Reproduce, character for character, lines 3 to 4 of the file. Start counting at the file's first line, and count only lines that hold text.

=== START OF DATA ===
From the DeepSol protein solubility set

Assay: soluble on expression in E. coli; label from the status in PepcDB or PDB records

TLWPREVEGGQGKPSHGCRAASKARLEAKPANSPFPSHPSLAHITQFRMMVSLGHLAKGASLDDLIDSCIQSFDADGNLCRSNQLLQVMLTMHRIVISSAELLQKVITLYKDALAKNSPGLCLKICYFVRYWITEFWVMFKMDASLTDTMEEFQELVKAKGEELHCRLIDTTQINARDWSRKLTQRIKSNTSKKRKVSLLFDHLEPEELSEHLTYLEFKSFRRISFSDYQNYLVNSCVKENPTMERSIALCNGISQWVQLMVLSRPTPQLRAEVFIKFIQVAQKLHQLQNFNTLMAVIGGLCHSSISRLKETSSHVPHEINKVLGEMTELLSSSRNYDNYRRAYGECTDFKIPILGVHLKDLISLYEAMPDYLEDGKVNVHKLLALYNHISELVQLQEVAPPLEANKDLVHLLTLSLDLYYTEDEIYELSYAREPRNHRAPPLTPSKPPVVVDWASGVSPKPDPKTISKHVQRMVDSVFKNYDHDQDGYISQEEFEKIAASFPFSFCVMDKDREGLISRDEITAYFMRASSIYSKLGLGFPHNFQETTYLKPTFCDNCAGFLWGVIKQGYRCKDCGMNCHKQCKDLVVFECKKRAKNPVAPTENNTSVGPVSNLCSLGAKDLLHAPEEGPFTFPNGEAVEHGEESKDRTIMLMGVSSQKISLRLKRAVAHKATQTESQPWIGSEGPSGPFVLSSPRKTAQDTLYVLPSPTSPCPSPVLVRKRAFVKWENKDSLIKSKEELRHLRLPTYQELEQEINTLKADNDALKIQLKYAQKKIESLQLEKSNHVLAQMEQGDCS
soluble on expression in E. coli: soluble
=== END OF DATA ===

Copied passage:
TLWPREVEGGQGKPSHGCRAASKARLEAKPANSPFPSHPSLAHITQFRMMVSLGHLAKGASLDDLIDSCIQSFDADGNLCRSNQLLQVMLTMHRIVISSAELLQKVITLYKDALAKNSPGLCLKICYFVRYWITEFWVMFKMDASLTDTMEEFQELVKAKGEELHCRLIDTTQINARDWSRKLTQRIKSNTSKKRKVSLLFDHLEPEELSEHLTYLEFKSFRRISFSDYQNYLVNSCVKENPTMERSIALCNGISQWVQLMVLSRPTPQLRAEVFIKFIQVAQKLHQLQNFNTLMAVIGGLCHSSISRLKETSSHVPHEINKVLGEMTELLSSSRNYDNYRRAYGECTDFKIPILGVHLKDLISLYEAMPDYLEDGKVNVHKLLALYNHISELVQLQEVAPPLEANKDLVHLLTLSLDLYYTEDEIYELSYAREPRNHRAPPLTPSKPPVVVDWASGVSPKPDPKTISKHVQRMVDSVFKNYDHDQDGYISQEEFEKIAASFPFSFCVMDKDREGLISRDEITAYFMRASSIYSKLGLGFPHNFQETTYLKPTFCDNCAGFLWGVIKQGYRCKDCGMNCHKQCKDLVVFECKKRAKNPVAPTENNTSVGPVSNLCSLGAKDLLHAPEEGPFTFPNGEAVEHGEESKDRTIMLMGVSSQKISLRLKRAVAHKATQTESQPWIGSEGPSGPFVLSSPRKTAQDTLYVLPSPTSPCPSPVLVRKRAFVKWENKDSLIKSKEELRHLRLPTYQELEQEINTLKADNDALKIQLKYAQKKIESLQLEKSNHVLAQMEQGDCS
soluble on expression in E. coli: soluble